Go around the room and allow groups to share their recent news media example and explain how it relates to the news literacy concept they were assigned. Other students can offer feedback on how well this example relates, or they can expand on that example with additional information.
5. Homework and segue to Lesson 1.2 — 5 minutes
Assign students a personal media log for homework. Starting at the end of class and continuing until they return tomorrow (or the next time you see them), students should keep a media log that details what kind of media they use (news, entertainment, personal), the specific websites or media they read (Facebook, the local paper, etc), and the time spent with each one. Ask them to keep a simple chart that looks like this:
|Media Type||Description of Media||Time Spent|
|Social media||1 hour|
|News||KKCO evening news||30 minutes|
|Entertainment||Jon Stewart||30 minutes|
6. Journal response
Reflect on your media log. Are you surprised by the amount of media you consume? Are you surprised by the type or the amount of time you spend on any given media? Do you think you consume more or less than the average teenager? Was there any item of your media chart that was unusual or atypical of your normal daily media usage?
A note on journal assessments
This is a highly reflective, discussion-based unit on news literacy. Because the topic is inherently reflective, many of the lessons use reflection journal entries for assessment purposes. Students should submit their journals to you on a weekly basis for grading.
There are two types of journal entries:
1. Respond to the Prompt: Students respond to the prompt during class time or as homework.
2. I Spy Media: Students journal about something they read in the media that they think applies to the news literacy concepts they’ve been discussing.
Included are a full list of prompts and the rubric. Please emphasize for your students that their growth and understanding throughout this unit will be largely based on their journal responses. They should take the prompts seriously and consider their responses carefully. They can expect to spend 20-30 minutes on each response, thinking, evaluating and responding.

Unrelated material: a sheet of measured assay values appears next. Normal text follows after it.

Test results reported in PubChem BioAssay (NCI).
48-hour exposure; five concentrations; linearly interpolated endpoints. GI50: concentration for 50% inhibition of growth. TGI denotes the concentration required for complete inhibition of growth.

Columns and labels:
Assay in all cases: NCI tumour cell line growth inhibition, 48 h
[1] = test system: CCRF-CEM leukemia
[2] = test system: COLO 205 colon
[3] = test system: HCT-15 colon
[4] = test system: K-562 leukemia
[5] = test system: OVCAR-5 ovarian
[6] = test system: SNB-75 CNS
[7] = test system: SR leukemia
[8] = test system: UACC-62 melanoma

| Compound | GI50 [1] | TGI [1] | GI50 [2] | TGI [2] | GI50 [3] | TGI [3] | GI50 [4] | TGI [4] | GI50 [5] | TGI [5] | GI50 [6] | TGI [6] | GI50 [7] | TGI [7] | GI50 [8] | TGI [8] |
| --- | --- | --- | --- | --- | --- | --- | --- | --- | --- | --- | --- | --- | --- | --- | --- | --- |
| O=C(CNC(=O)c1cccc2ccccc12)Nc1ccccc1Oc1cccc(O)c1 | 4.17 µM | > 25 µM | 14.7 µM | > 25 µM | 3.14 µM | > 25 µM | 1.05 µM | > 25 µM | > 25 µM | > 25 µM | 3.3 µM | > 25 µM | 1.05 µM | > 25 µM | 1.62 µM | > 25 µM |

Main Concepts of News Literacy
Created by Baruch College Professor Geanne Rosenberg and Alan Miller, director of the News Literacy Project, in collaboration with Dean Miller, director of Stony Brook University’s News Literacy Center, and Tom Rosenstiel, founder and director of the Project for Excellence in Journalism.
Reprinted with permission—for educational use only.
1. Informed citizens are essential to good government and free society.
2. There is a public value to sharing accurate, newsworthy information.
3. The Internet has changed how people receive news information and now people have to take a more active role in becoming well informed and sharing accurate information.
4. Accurate information is available online, but so is poor quality, misleading information.
5. The Internet makes it possible to independently fact check and verify information by looking at multiple information providers.
6. In assessing accuracy of information, it is important to consider who is providing it and their sources and whether the information includes verifiable facts and key perspectives as opposed to opinions and unsubstantiated conclusions.
7. To be well informed, one should get news from multiple outlets representing different perspectives.
8. It’s important to follow a story over time to be able to trust the information.
9. Some news and information has a strong bias, and there are ways to recognize this.
10. One should be skeptical of information based purely on anonymous or biased sources.
11. It’s important to be aware of one’s own biases and assumptions and seek reliable information that challenges one’s own views.
12. It is important to be open-minded rather than having fixed opinions that can’t be changed even with new facts.